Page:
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The Navy’s Newest Toy Is a Terrifying Sharkbeast from Hell

​Last Thursday, just a day after releasing video of their new laser guns in action, the US Navy tested the frickin' sharks upon whose heads they might theoretically mount them.

Photo courtesy Edward Guttierrez/US Navy

Last Thursday, just a day after releasing video of their new laser guns in action, the US Navy tested the frickin' sharks upon whose heads they might theoretically mount them.

These sharks aren't some new addition to the Navy's already sizeable menagerie of dolphins and sea lions trained to sweep the seas for mines and swoop in on those swimming too close to bases. Ominously christened Ghost Swimmers, they are five-foot-long, 100-pound robot sharks (well, they're meant to be Bluefin tuna, but the visual difference is lost on anyone but marine biologists and longshoremen). And they're part of the Navy's Silent NEMO project (so named, presumably, as part of the War on Childhood Innocence), which aims to fill the oceans with unmanned underwater drones disguised as fish and other sea critters.


The joystick-controlled Ghost Swimmer tested last week is right now intended for use as an unmanned sensor system to gather data on tides, waves, and weather. But this conservative deployment belies the military's clear intention to someday use the devices in the same way we use aerial drones: surveillance and other stealth operations. Except underwater. Developed by Boston Engineering's Advanced Systems Group, a military robot contractor, the robot's fishy form isn't just a matter of disguise. It also mimics the mechanical swimming motions of a fish, which are far more efficient than most ships' propulsion systems, giving these drones of the future a leg-up in speed and mobility as well.

Undersea drones have been in use for at least 57 years. As of 2013, your average consumer could purchase a basic unmanned underwater vehicle, capable of diving about 325 feet underwater, for just $900. And as of this year, the US military has already deployed some of its numerous recon and mine detection drones like the long tubes that are the Bluefin-21 and Knifefish robots in active duty and high profile missions, such as the search for the wreckage of Malaysia Airlines Flight 370. But the Ghost Swimmer is part of a more recent movement to develop more autonomous, versatile, and tactically superior drones based on animal designs.

Although mock-ups of the Ghost Swimmer have been around for at least half a decade now, this animal-inspired line of underwater drones started rolling out hard and heavy back around 2012. That year, researchers unveiled the Robojelly, two silicon globs connected by synthetic muscles that could power itself on sea water and mimic the motions of jellyfish to sail through the ocean innocuously or hover close to enemy positions. A year later, we got word of a creepily undulating eel-inspired drone as well.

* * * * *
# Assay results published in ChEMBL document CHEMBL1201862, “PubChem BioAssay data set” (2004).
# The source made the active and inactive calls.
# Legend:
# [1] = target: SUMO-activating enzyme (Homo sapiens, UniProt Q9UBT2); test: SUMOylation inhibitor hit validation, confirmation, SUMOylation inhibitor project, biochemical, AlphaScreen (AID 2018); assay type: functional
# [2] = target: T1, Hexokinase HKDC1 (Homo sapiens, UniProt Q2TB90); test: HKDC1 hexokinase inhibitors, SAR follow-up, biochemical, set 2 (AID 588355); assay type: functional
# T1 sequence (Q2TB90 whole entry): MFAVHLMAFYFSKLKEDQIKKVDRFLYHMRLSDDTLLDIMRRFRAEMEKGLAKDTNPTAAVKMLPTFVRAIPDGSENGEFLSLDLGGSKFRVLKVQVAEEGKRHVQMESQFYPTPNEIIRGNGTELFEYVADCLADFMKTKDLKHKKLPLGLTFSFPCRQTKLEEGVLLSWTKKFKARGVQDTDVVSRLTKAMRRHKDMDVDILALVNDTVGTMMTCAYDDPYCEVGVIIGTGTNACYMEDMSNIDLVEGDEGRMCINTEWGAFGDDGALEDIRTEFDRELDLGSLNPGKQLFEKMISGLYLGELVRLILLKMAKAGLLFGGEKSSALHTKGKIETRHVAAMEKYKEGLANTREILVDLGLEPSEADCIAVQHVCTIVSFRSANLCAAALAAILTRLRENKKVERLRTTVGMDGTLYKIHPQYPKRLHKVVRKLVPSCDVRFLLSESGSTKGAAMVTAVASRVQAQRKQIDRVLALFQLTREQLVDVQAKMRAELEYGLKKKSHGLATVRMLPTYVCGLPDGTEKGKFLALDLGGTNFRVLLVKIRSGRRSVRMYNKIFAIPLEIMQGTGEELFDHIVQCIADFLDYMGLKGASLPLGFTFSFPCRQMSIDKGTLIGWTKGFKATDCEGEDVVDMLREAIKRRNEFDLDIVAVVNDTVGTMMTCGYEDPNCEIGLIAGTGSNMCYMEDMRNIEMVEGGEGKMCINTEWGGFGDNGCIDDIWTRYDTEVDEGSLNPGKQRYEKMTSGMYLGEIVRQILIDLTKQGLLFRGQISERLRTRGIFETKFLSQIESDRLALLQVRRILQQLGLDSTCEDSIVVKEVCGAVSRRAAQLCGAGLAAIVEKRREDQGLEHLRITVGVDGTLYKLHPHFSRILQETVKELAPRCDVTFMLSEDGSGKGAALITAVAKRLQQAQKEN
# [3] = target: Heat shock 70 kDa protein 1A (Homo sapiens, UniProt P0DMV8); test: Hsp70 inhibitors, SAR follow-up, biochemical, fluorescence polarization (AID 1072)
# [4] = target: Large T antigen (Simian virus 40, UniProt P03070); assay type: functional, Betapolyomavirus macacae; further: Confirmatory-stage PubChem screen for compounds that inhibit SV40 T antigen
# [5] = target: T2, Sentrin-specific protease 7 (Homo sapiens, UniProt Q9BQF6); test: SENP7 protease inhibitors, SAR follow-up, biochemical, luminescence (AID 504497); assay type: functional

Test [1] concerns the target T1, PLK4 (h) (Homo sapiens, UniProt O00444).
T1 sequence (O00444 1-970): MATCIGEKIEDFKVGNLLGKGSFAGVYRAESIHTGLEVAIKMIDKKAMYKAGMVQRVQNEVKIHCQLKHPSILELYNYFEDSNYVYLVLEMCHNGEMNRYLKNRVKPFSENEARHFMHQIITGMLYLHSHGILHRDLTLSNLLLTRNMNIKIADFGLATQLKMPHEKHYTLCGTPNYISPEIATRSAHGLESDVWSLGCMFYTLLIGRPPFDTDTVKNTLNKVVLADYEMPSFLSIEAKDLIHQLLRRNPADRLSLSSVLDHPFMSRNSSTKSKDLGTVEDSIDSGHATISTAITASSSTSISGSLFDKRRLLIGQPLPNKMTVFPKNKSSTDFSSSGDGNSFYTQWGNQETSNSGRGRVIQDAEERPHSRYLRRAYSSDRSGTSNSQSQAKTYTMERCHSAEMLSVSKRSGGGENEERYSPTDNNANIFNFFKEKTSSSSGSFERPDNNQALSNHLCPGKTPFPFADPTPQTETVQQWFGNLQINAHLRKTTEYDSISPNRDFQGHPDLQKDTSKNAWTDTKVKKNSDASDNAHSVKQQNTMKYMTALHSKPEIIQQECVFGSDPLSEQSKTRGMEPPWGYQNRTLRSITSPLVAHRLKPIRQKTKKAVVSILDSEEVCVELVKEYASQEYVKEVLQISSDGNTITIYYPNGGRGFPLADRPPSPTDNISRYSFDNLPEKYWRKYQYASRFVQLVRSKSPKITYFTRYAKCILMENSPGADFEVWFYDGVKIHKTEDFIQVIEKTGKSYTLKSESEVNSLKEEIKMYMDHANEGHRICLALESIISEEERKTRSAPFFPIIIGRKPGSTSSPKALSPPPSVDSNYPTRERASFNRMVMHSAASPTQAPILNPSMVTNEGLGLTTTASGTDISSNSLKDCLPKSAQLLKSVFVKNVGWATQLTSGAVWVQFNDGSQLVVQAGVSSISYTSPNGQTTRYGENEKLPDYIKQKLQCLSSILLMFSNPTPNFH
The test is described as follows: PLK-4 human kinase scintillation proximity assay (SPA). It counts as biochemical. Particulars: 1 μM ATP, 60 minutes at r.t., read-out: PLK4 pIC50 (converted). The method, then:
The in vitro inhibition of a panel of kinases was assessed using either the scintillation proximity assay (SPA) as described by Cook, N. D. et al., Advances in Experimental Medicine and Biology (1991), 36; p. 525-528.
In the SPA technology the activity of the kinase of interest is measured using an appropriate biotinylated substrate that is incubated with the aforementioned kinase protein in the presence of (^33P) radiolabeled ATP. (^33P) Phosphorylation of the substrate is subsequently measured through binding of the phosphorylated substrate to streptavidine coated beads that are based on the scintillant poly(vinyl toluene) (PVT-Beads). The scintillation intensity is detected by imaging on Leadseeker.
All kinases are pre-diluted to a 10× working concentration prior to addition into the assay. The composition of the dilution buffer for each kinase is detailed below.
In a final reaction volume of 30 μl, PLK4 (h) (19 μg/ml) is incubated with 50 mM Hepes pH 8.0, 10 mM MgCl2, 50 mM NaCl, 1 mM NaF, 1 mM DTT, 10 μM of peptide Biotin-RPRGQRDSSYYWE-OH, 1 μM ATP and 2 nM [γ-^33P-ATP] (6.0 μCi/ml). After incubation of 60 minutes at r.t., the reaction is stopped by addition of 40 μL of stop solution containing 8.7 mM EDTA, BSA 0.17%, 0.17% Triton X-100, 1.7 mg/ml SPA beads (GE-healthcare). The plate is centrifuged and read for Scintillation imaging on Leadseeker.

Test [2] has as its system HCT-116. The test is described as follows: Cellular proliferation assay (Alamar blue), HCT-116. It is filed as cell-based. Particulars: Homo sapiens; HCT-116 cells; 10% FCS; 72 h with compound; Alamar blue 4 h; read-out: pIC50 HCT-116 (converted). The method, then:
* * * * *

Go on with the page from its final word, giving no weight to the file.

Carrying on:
These new drones aim to help phase out the government's reliance on real animals and extremely expensive manned underwater vehicles, and through their innovative form to give the US a leg up against the dozens of other nations with proactive submarine drone programs. But the difficulties of communicating with devices underwater, where radio signals don't work as well, have limited the rollout of these and other more advanced (but less animalistic) new drones. However the Navy hopes that a host of new and well-funded programs designed to overcome these networking and communication issues will help to see the rollout of a wide array of highly functional and multi-use drones by the end of the next decade.

Yet as terrifying as the notion of swarms of underwater fish drones may be, the Ghost Swimmer and Robojelly are far from the most nightmarish and potentially apocalyptic robots the government and its private-sector chums have cooked up in recent years. About a year ago, Google's acquisition of military contractor Boston Dynamics highlighted its zoo of terrestrial doom bots: From the near-Terminator Atlas to the skittering tank that is Big Dog to the super-fast Cheetah. With creepy animal robots growing increasing militarized and autonomous at sea and on land, it feels like we're inching closer and closer to a very Battlestar Galactica future.

The Navy may encounter one flaw in its Ghost Swimmer program, though. While copying the motion of a fish might be clever for mechanics and speed, disguising their vehicle as a Bluefin tuna fish won't do much good in just a few years, given that species' recently announced march to extinction. In fact, if the predictions of a group of marine scientists back in 2006 were right, within the next few decades there'll be almost no marine life left in the seas and the whole stealth angle of copying animal forms will evaporate as we're left with a very mechanized future sea.

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